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Funding headache as over 250,000 students placed for varsity, TVET courses

Education
 A TVET student undertaking a practical lesson. [File, Standard]

Placement results for universities and colleges are out but the government will require more than Sh30 billion to fund all the lucky students who managed to get slots.

However, if the government were to stick to its 100 per cent transition pledge, then it would require Sh66.5 billion to absorb all the 754,229 who scored between grades A and D- (minus).

This would, however, still leave out 81,345 students who scored grade E in the 2021 KCSE examination.

Releasing the placement results yesterday at Eastleigh High School, Education Cabinet Secretary George Magoha said all students who made applications for degree, diploma and certificate courses have been placed.

“This year, a total of 250,052 students submitted their applications for placement to universities, TVET institutions and Teacher Training Colleges (TTCs). I am pleased to note that all applicants have successfully been placed,” said Prof Magoha.

The CS said 123,963 students who scored minimum university entry grade of C+ and above have secured degree courses.

“The majority of the students who attained the mandatory minimum of university qualification grade of C+ and above were completely placed to take degree courses in public and private universities,” said Magoha.

Another 124,258 students have been placed in Technical and Vocational Education Training (TVET) colleges. Of these are 5,278 who scored university entry grades but opted to pursue TVET courses.

Basic calculations, however, reveal that by September when admissions are expected to start, the government must make available Sh30.1 billion to support learning in universities and colleges.

Ordinarily, the government allocates Sh140,000 to each university student per academic year to cater for tuition.

This means that for 123,963 students who will be enrolled for degree courses in universities, Sh17.4 billion must be available.

At the same time, Higher Education Loans Board (Helb) provides long-term loans, ranging between Sh40,000 and Sh60,000 per year for upkeep and purchase of learning materials for the students.

This means another Sh5 billion will be required, bringing the total amount needed for university students to Sh22.4 billion.

And for 124,258 students to be admitted to TVETs, the government would require more funding to support them.

Even though the average fees in TVETs is Sh56,000, the government spends Sh30,000 on each student’s capitation annually. This would translate to Sh3.7 billion for those placed.

Additionally, Helb requires more funds to supplement the government capitation for all students enrolled in TVETs to cater for their fees, with each learner getting Sh26,400.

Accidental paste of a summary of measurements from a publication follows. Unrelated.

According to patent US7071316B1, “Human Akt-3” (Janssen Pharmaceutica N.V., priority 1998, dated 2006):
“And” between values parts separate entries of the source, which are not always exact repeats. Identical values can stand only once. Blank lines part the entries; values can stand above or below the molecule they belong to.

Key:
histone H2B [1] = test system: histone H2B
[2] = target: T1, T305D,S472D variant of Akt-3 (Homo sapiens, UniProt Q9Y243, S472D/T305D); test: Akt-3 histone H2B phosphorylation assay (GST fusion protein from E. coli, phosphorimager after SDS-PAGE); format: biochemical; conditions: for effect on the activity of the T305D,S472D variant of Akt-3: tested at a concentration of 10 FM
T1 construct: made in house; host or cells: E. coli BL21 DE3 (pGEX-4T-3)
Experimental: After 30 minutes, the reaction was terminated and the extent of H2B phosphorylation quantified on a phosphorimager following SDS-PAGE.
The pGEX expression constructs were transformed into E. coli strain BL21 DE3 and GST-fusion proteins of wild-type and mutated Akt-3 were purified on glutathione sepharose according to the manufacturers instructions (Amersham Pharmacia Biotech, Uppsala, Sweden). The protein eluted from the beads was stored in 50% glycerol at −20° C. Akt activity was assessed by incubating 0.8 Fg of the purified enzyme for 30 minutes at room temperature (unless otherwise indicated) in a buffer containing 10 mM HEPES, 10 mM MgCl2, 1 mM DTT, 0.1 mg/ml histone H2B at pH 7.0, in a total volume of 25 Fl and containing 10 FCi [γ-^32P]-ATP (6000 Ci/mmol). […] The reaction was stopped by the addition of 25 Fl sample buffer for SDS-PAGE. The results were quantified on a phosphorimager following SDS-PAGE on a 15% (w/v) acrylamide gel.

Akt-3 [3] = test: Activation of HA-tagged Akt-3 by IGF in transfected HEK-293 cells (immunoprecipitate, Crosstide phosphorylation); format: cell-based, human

Another Sh13,600 is disbursed for upkeep to the students, pushing the total amount Helb requires to fund each TVET student to Sh40,000 per year. This would translate to Sh4 billion for the TVET students.

In total, the money the government would require to fund the students placed comes to about Sh30.1 billion.

However, under the 100 per cent transition policy, calculations by the Sunday Standard reveal that Sh66.5 billion would be required.

This means that in addition to the Sh22.4 billion required to fund the university students, more funding will be needed to support 630,266 students who could be admitted to TVET institutions.

This is the total number of students who scored grades between C (plain) and D (minus).

If all these students are supported to gain admission to the TVET colleges, Sh44.1 billion will be needed.

However, the set of 81,345 who scored grade E in the examinations will remain unaccounted for as they may not get admission to any of the colleges. Transiting all learners from secondary school to universities and tertiary education may still remain a mirage as the funding required to support the policy at this level is huge.

Speaking while releasing the 2021 KCSE examination results, Magoha only made reference to successes of the transition from primary to secondary schools.

“Under the 100 per cent transition policy, the government of President Uhuru Kenyatta has sustained the push to have every KCPE candidate get enrolled in Form One and progress to Form Four. I am proud to have led the campaigns that have achieved the 100 per cent transition of two KCPE cohorts (2019 and 2020),” he said.

This happens as universities continue to sink under a weak funding regime that has seen many institutions cut operations, reduce campuses and lay off staff.

In its 2021-26 strategic plan, Universities Fund, the body mandated to develop a fair and transparent criterion for allocation of funds to universities, notes that more innovative ways must be implemented to support institutions.

The Fund says in the 2020/21 financial year, 271,446 students were enrolled to public universities and the approved budget was Sh41.907 billion, which was less by Sh27.359 billion.

In the same year, 61,541 students were admitted to private universities and the approved budget was Sh2.73 billion, which was less by Sh9.375 billion.

In order to mitigate funding gaps, the Universities Fund in its strategic plan has prioritised to seek additional funding from regional, national and international partners so that it can grow its funds to at least Sh75 billion annually in the next five years.

“The approved allocation from government in the financial year 2020/21 stood at Sh44 billion, equivalent to about 55 per cent of the required resources, at 80 per cent differentiated unit cost (DUC) computation. The fund intends to grow this allocation to Sh75 billion annually to fill the funding gap,” reads the plan.

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